Within the Netherlands and internationally, the Museum of Bags and Purses collaborates with other museums, private collectors, art academies and fashion institutes. The aim is to share and propagate expertise, know-how and inspiration within the field of handbags and handbag design.
The Museum of Bags and Purses is the largest of its kind in the world, but of course it is not the only museum with an interest in the history of bags and purses. A number of museums and private collectors worldwide are in possession of very interesting bag collections. However spectacular some of these items may be, most of them are exhibited only very rarely since private collections are not easily accessible and most museums don’t specialize in the subject of handbags. For instance, the Victoria and Albert Museum in London has a wonderful handbag collection which hardly ever leaves the museum’s depot. The Museum of Bags and Purses aims to show these ‘hidden treasures’ from museums and private collections by bringing them to our museum on loan or by purchasing them.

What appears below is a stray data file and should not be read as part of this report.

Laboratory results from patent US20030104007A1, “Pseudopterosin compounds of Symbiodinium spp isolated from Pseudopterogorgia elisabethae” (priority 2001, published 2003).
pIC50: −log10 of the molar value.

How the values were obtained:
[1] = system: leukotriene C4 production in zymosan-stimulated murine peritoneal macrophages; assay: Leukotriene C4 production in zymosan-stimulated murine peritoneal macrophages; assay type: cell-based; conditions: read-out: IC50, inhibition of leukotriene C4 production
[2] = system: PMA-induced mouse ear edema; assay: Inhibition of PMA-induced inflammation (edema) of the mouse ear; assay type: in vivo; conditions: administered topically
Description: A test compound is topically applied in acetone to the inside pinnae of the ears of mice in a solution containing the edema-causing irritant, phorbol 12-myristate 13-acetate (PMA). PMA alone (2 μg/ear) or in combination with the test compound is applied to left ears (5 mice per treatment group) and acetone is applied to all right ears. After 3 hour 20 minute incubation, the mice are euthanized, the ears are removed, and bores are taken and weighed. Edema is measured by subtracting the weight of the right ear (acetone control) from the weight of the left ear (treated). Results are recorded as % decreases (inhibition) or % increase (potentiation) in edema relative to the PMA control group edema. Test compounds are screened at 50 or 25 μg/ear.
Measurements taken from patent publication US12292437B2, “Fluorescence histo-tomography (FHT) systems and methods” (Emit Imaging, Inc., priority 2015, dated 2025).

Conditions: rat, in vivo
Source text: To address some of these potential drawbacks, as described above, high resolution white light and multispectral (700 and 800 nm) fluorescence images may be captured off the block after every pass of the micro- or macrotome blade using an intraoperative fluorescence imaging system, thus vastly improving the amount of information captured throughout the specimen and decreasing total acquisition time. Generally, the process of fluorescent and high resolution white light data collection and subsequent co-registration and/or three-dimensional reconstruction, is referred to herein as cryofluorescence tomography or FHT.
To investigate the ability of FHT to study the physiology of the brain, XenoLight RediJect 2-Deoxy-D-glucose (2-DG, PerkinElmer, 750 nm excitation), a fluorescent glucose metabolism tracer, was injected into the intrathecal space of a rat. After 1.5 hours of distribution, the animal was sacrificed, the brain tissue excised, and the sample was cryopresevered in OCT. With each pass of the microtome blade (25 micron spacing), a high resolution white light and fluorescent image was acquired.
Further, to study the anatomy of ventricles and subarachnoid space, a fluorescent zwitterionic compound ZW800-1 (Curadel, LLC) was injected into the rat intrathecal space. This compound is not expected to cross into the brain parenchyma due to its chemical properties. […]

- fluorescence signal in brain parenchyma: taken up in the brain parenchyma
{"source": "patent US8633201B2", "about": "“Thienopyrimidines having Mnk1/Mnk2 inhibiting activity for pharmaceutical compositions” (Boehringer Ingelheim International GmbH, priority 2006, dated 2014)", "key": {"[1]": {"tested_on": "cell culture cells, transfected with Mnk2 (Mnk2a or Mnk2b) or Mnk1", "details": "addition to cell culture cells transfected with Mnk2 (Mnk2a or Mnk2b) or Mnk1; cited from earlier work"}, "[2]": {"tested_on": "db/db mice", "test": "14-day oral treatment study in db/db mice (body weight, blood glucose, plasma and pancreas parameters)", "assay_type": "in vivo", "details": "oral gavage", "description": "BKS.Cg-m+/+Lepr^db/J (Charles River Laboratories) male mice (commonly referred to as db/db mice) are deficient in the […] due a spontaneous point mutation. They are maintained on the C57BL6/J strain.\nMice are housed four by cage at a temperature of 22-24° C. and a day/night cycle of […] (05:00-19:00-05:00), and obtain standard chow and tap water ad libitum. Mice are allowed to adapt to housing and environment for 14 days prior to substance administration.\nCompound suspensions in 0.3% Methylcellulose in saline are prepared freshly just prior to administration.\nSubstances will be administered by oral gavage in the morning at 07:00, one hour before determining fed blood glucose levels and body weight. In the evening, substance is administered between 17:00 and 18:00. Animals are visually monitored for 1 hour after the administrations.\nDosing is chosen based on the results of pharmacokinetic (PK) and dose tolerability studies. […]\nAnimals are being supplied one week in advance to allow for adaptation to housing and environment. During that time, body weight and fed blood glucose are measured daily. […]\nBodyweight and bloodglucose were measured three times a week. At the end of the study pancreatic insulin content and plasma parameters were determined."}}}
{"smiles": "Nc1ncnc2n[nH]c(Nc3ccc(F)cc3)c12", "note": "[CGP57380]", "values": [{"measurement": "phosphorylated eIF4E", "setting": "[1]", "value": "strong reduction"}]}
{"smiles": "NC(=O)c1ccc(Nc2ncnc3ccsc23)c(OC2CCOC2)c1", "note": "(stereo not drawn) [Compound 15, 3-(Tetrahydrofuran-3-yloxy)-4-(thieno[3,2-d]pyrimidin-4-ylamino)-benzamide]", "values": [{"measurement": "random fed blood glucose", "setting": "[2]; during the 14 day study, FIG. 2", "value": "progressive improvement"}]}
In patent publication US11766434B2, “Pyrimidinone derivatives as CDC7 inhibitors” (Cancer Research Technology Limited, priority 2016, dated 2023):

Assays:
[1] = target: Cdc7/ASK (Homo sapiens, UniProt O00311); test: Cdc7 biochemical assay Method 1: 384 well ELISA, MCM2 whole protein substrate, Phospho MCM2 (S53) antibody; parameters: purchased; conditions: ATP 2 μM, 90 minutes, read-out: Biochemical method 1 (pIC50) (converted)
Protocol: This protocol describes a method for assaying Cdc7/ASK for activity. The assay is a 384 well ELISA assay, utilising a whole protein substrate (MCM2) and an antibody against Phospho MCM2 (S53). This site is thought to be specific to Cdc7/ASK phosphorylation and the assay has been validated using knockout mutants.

In the past, the Museum of Bags and Purses has exhibited handbags, trunks and suitcases on loan from the National Maritime Museum, the Railway Museum, the National Museum of Education in Amsterdam and the Louwman Museum. Recently, the museum has also collaborated closely with designers and companies such as Samsonite, Swarovski and Eastpak. Samsonite contributed to an exhibition on travellers’ bags.
Loans to Other Museums
In recent years, the Museum of Bags and Purses has also loaned a number of bags to other museums. The bags were part of exhibitions on design, photography, fashion, travel, crafts and social themes at the Rijksmuseum Amsterdam, Gemeentemuseum Den Haag, Silverware Museum Sterckshof in Antwerp, Belgium and Kulturhuset in Stockholm, Sweden.
Modemuse is a platform for fashion and suits in the Netherlands. On the platform of Modemuse you can find the fashion costume collections of twelve Dutch museums. Modemuse works among others museums such as Amsterdam Museum, Palace Het Loo National Museum and Museum of Bags and Purses.
Dutch museums possess large and small fashion and costume collections, which are not permanently visible because of the vulnerability to the public. The tens of thousands of clothes and accessories represent together the majority of five centuries of fashion and costume history, from the 16th century until now. On this platform online collections and stories are connected to each other as a source of inspiration for a wide audience.